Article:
Partner: UNT Libraries Government Documents Department

Particle Velocity and Deposition Efficiency in the Cold Spray Process

Description: Copper powder was sprayed by the cold-gas dynamic method. In-flight particle velocities were measured with a laser-two-focus system as a function of process parameters such as gas temperature, gas pressure, and powder feed rate. Particle velocities were uniform in a relatively large volume within the plume and agreed with theoretical predictions. The presence of the substrate was found to have no significant effect on particle velocities. Cold-spray deposition efficiencies were measured on aluminum substrates as a function of particle velocity and incident angle of the plume. Deposition efficiencies of up to 95% were achieved. The critical velocity for deposition was determined to be about 640 meters per second. This work investigates both the in-flight characteristics of copper particles in a supersonic cold-spray plume and the build-up of the subsequent coating on aluminum substrates. Velocities were found to be relatively constant within a large volume of the plume. Particle counts dropped off sharply away from the central axis. The presence of a substrate was found to have no effect on the velocity of the particles. A substantial mass-loading effect on the particle velocity was observed; particle velocities begin to drop as the mass ratio of powder to gas flow rates exceeds 3%. The measured variation of velocity with gas pressure and pre-heat temperature was in fairly good agreement with theoretical predictions. Helium may be used as the driving gas instead of air in order to achieve higher particle velocities for a given temperature and pressure. Coating deposition efficiencies were found to increase with particle velocity and decrease with gun- substrate angle. There did not appear to be any dependence of the deposition efficiency on coating thickness. A critical velocity for deposition of about 640 mk appears to fit the data well. The cold-spray technique shows promise as a method for the ...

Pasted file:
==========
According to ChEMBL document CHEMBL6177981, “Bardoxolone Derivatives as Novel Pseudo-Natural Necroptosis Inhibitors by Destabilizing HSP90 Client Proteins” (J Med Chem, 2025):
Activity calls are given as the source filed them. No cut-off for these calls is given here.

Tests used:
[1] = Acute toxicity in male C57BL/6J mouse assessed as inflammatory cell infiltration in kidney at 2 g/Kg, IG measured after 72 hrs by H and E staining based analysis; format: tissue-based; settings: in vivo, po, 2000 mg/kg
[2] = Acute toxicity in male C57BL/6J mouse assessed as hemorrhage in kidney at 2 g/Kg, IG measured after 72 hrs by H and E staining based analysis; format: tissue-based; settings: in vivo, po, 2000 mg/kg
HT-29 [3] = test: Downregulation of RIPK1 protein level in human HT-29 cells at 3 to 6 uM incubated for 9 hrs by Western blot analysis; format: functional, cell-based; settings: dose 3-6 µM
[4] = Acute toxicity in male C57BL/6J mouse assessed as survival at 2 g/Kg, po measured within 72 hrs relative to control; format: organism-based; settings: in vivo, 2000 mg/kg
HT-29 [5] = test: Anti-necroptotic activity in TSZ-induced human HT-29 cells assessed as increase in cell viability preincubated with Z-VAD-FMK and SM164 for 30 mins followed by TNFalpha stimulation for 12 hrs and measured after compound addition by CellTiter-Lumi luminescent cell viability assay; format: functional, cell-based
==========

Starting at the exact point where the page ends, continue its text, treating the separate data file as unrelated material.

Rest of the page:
Date: November 12, 1998
Creator: Dykhuizen, R.C.; Gilmore, D.L.; Neiser, R.A.; Roemer, T.J. & Smith, M.F.
Partner: UNT Libraries Government Documents Department

Oxidation in HVOF-sprayed steel